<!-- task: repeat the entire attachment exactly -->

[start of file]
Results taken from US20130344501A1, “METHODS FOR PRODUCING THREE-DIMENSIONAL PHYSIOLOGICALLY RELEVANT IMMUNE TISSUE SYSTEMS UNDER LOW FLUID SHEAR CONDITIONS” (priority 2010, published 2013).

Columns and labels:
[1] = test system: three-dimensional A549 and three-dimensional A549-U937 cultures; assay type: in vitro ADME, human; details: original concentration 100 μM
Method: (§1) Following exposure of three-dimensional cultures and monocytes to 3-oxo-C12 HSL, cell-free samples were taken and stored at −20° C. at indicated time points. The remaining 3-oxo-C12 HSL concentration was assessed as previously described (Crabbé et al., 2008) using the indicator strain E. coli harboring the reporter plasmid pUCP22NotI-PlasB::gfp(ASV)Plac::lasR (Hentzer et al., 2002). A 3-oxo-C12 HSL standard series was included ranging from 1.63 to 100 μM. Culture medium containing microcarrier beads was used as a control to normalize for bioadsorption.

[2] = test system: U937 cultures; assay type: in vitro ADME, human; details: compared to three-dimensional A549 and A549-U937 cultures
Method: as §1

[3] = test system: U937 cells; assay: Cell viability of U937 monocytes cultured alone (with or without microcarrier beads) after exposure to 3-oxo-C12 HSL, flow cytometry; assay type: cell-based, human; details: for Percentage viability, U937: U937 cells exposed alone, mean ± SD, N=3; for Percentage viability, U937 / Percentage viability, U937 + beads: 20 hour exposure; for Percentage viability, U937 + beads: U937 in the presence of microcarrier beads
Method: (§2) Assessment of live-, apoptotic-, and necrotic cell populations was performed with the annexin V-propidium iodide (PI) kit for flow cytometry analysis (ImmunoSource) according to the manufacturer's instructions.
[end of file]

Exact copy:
Results taken from US20130344501A1, “METHODS FOR PRODUCING THREE-DIMENSIONAL PHYSIOLOGICALLY RELEVANT IMMUNE TISSUE SYSTEMS UNDER LOW FLUID SHEAR CONDITIONS” (priority 2010, published 2013).

Columns and labels:
[1] = test system: three-dimensional A549 and three-dimensional A549-U937 cultures; assay type: in vitro ADME, human; details: original concentration 100 μM
Method: (§1) Following exposure of three-dimensional cultures and monocytes to 3-oxo-C12 HSL, cell-free samples were taken and stored at −20° C. at indicated time points. The remaining 3-oxo-C12 HSL concentration was assessed as previously described (Crabbé et al., 2008) using the indicator strain E. coli harboring the reporter plasmid pUCP22NotI-PlasB::gfp(ASV)Plac::lasR (Hentzer et al., 2002). A 3-oxo-C12 HSL standard series was included ranging from 1.63 to 100 μM. Culture medium containing microcarrier beads was used as a control to normalize for bioadsorption.

[2] = test system: U937 cultures; assay type: in vitro ADME, human; details: compared to three-dimensional A549 and A549-U937 cultures
Method: as §1

[3] = test system: U937 cells; assay: Cell viability of U937 monocytes cultured alone (with or without microcarrier beads) after exposure to 3-oxo-C12 HSL, flow cytometry; assay type: cell-based, human; details: for Percentage viability, U937: U937 cells exposed alone, mean ± SD, N=3; for Percentage viability, U937 / Percentage viability, U937 + beads: 20 hour exposure; for Percentage viability, U937 + beads: U937 in the presence of microcarrier beads
Method: (§2) Assessment of live-, apoptotic-, and necrotic cell populations was performed with the annexin V-propidium iodide (PI) kit for flow cytometry analysis (ImmunoSource) according to the manufacturer's instructions.